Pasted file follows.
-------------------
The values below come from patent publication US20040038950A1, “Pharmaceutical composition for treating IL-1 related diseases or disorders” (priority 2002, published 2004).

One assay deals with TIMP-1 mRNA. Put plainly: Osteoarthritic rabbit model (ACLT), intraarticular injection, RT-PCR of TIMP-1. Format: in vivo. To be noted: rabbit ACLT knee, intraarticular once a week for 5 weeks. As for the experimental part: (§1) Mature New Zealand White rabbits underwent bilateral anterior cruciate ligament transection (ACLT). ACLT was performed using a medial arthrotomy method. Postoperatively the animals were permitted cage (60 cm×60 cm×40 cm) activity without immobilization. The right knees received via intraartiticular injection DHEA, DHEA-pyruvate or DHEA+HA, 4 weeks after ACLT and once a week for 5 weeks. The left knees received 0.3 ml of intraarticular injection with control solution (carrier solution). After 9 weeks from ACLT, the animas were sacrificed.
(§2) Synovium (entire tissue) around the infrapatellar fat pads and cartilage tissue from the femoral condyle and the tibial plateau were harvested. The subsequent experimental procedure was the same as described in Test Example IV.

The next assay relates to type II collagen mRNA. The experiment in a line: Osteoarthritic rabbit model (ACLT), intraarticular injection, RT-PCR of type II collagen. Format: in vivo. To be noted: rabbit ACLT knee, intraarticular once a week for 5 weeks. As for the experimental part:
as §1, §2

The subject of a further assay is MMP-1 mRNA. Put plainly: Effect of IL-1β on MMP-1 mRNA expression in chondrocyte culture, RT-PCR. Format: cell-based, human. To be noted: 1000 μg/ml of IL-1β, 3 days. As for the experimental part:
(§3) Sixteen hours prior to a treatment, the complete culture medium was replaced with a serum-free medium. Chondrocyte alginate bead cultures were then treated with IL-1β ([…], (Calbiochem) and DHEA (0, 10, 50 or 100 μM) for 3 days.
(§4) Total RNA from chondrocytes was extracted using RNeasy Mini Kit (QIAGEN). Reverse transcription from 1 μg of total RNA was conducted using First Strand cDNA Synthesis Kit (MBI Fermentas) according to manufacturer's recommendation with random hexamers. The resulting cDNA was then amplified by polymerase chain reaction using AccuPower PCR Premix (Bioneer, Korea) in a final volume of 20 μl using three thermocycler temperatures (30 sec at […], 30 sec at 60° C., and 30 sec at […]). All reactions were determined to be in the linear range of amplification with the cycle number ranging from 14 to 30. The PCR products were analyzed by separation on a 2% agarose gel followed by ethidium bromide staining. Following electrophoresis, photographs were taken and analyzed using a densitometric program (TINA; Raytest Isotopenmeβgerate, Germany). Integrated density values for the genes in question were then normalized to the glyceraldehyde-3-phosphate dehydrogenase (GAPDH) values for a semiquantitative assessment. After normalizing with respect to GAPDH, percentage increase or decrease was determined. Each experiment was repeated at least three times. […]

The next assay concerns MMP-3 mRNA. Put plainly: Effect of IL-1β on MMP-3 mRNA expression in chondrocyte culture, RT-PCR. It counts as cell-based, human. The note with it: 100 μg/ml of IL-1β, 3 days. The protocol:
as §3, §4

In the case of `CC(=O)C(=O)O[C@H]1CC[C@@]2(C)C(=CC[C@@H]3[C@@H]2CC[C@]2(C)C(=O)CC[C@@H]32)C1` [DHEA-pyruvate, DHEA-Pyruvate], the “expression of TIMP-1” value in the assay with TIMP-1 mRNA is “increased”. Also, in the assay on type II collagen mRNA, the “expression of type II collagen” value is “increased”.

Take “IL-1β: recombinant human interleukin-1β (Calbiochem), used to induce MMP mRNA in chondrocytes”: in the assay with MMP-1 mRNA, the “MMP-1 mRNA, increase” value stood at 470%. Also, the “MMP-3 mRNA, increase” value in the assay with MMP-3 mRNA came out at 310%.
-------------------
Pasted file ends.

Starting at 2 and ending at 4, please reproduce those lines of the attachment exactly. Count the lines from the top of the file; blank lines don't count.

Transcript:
One assay deals with TIMP-1 mRNA. Put plainly: Osteoarthritic rabbit model (ACLT), intraarticular injection, RT-PCR of TIMP-1. Format: in vivo. To be noted: rabbit ACLT knee, intraarticular once a week for 5 weeks. As for the experimental part: (§1) Mature New Zealand White rabbits underwent bilateral anterior cruciate ligament transection (ACLT). ACLT was performed using a medial arthrotomy method. Postoperatively the animals were permitted cage (60 cm×60 cm×40 cm) activity without immobilization. The right knees received via intraartiticular injection DHEA, DHEA-pyruvate or DHEA+HA, 4 weeks after ACLT and once a week for 5 weeks. The left knees received 0.3 ml of intraarticular injection with control solution (carrier solution). After 9 weeks from ACLT, the animas were sacrificed.
(§2) Synovium (entire tissue) around the infrapatellar fat pads and cartilage tissue from the femoral condyle and the tibial plateau were harvested. The subsequent experimental procedure was the same as described in Test Example IV.

The next assay relates to type II collagen mRNA. The experiment in a line: Osteoarthritic rabbit model (ACLT), intraarticular injection, RT-PCR of type II collagen. Format: in vivo. To be noted: rabbit ACLT knee, intraarticular once a week for 5 weeks. As for the experimental part: